'Black Watch' makes triumphant return to Chicago

In the 18 months since the profane warrior Celts of the "Black Watch" were last spied in Chicago at the Broadway Armory, Osama bin Laden has been killed, the 2003 war in Iraq has receded further into the shifting sands of history and the careers of director John Tiffany and movement specialist Steven Hoggett, who gave this show its distinctive gestalt, have exploded on Broadway thanks to the sublime musical "Once."

The young Scottish cast of "Black Watch" is also mostly different from the last stateside tour of duty. And it's certainly true that as this international hit show from the National Theatre of Scotland gets further from its first production at the Edinburgh Festival Fringe in 2006 and becomes more of a profitable, perpetually touring product and the province of staff directors and the like, inorganic dangers lurk. I can smell 'em waiting in the wings. That said, this new cast is honoring its predecessors (and a few, like current standout Chris Starkie, have been doing this march for a while and staying sharp).

Never simplistic, jingoistic or bathetic — although certainly patriotic in its proud Scottish identity and its determination to honor that no-nonsense national character — "Black Watch" (presented by the Chicago Shakespeare Theater) remains one of the few really excellent contemporary shows to explore life in the military.

This is the kind of rare piece that will appeal to progressive thinkers but that a conservative veteran from another army or era would instantly recognize as striving for the truth about what it feels like to be stuck in harm's way, lost in a place where the recruitment slogans and the heroic expectations hit hard against a much messier reality and trying to do your best.

Simply put, "Black Watch" is a clear-eyed look at one of the great regiments of the world, typified as much by its gallows humor as the proud tradition of sending off to glory several generations of sons of the Fife. From its cleverly sarcastic opening, which plays with the audience's expectations, it's a very shrewdly toned creation that gets to have its Scotch pie and eat it too.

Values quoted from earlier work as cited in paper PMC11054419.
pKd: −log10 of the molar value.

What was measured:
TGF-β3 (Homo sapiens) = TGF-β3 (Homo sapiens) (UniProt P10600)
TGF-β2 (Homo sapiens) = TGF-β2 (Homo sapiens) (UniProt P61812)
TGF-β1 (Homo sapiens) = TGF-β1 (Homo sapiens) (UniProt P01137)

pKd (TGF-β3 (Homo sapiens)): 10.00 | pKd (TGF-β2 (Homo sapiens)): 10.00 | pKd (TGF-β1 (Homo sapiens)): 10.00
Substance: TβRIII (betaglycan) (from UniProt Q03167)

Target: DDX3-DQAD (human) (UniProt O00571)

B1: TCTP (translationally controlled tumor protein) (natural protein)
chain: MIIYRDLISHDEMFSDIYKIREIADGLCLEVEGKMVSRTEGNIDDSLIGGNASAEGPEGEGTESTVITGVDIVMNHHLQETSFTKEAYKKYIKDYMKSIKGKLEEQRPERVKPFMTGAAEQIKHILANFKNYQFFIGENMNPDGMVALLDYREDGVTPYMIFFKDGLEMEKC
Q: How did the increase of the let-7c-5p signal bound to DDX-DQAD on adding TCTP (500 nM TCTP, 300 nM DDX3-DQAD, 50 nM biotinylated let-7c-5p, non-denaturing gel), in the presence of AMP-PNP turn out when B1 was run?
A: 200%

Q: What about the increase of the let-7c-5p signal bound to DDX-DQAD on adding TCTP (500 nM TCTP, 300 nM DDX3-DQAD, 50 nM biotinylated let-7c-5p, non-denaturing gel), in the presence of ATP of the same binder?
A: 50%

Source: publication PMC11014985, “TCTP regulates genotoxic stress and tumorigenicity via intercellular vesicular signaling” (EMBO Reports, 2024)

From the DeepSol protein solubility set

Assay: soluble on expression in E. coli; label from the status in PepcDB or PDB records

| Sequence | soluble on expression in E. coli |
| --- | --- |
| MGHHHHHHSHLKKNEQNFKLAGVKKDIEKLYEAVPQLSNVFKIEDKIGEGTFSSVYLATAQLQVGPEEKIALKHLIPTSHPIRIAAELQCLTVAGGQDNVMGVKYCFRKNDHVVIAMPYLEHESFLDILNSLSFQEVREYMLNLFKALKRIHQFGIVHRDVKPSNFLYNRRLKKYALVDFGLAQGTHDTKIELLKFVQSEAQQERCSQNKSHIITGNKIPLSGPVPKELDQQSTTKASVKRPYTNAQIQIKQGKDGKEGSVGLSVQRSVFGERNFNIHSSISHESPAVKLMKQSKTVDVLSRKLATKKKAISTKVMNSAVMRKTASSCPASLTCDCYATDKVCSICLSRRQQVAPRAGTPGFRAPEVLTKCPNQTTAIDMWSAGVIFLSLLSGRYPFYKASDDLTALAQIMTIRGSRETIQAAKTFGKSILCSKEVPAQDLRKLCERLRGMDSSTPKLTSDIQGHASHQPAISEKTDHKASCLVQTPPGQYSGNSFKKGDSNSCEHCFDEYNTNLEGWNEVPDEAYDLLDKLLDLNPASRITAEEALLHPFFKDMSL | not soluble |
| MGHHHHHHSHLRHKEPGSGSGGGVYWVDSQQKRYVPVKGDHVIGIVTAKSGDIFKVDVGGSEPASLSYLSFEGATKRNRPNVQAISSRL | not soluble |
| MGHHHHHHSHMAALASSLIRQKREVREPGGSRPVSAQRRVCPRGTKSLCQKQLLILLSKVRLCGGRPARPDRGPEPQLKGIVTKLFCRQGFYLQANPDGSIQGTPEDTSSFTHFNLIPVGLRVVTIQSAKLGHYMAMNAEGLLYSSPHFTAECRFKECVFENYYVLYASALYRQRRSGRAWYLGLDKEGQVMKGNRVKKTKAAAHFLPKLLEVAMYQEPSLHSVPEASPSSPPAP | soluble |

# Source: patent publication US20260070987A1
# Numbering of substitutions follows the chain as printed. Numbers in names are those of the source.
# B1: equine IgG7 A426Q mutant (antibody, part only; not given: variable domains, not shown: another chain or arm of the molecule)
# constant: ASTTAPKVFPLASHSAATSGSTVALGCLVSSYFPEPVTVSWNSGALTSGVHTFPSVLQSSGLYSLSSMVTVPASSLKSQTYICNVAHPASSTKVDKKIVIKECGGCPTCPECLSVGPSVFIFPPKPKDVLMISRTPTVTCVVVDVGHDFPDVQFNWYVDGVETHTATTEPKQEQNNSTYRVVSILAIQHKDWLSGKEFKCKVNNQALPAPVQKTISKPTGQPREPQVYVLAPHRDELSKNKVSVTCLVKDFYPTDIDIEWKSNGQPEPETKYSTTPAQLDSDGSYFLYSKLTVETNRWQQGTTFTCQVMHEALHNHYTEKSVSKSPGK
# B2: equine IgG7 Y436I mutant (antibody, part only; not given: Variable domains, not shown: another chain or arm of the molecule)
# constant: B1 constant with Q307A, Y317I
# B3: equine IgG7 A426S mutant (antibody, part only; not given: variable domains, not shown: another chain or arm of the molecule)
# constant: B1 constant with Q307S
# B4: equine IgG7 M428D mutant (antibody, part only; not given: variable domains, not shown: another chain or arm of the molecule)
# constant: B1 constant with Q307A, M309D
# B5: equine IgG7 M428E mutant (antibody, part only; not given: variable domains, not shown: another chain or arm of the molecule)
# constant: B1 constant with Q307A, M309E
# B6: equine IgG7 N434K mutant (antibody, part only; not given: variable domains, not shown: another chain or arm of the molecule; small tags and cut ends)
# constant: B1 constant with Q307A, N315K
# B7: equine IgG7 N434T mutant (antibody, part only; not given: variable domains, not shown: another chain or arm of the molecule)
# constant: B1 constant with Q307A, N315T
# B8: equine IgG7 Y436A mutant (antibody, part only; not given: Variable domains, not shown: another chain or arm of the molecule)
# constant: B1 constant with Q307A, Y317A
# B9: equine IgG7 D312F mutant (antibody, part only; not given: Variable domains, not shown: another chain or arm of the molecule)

On the one hand, "Black Watch," which is performed here, stadium-style, in an Edgewater venue that seats nearly 700 people and has a long military tradition all its own, is a genuine spectacle that revels in its own theatricality and comes replete with music, marching, explosive effects and its own piper.

On the other hand, it's a very self-aware deconstruction of the very drums-and-pipers military tattoos that I used to get taken to as a kid at the Edinburgh Festival. It very much wants to be about the life of the grunts on the ground, and its success in that endeavor, while simultaneously embodying and celebrating the traditions of its subject regiment, is one of the many things that make it both admirable and very exciting to watch.

The writer, Gregory Burke, hit on the just the right paradox to hang his show. Just as the Black Watch was in the middle of one of the most dangerous and controversial assignments in its storied history — in the so-called Triangle of Death between Fallujah and Karbala, Iraq — plans were afoot back home to either gut or disband the independent regiment as part of a bureaucratically oriented realignment.

But Burke isn't so much interested in the politics of all that — wild as such a disconnect must have been for those serving and risking their lives in Iraq at the time — as in what military tradition really means in the grand scheme of things. After all, as one of the soldiers in the show sardonically points out, generations of fathers and sons went down the pit, and that didn't stop the mines from closing.

Mines, of course, aren't in the business of defending freedom. And on this second viewing of "Black Watch," I was struck not only by how organically Hoggett makes soldiers dance, without us realizing he is doing so, but by how well the show captures existential themes.

You might think of the show as akin to Bertolt Brecht's "Mother Courage," only with a whole lot more sympathy for the military tradition.

As I headed out toward the St. Andrews pub across the street, smelling shepherd's pie, I was mulling a picture of a great old regiment from a grand old democracy (with its own Second City-type issues, writ large), marching stoically through time, fighting similar wars in many of the same countries hundreds of years and thousands of miles apart, solving little but standing up for all that is Scotland.

cjones5@tribune.com

When: Through Oct. 21

Where: The Broadway Armory, 5917 N. Broadway

Running time: 1 hour, 50 mins.

Tickets: $38-$52 at 312-595-5600 and chicagoshakes.com

Copyright © 2015, RedEye
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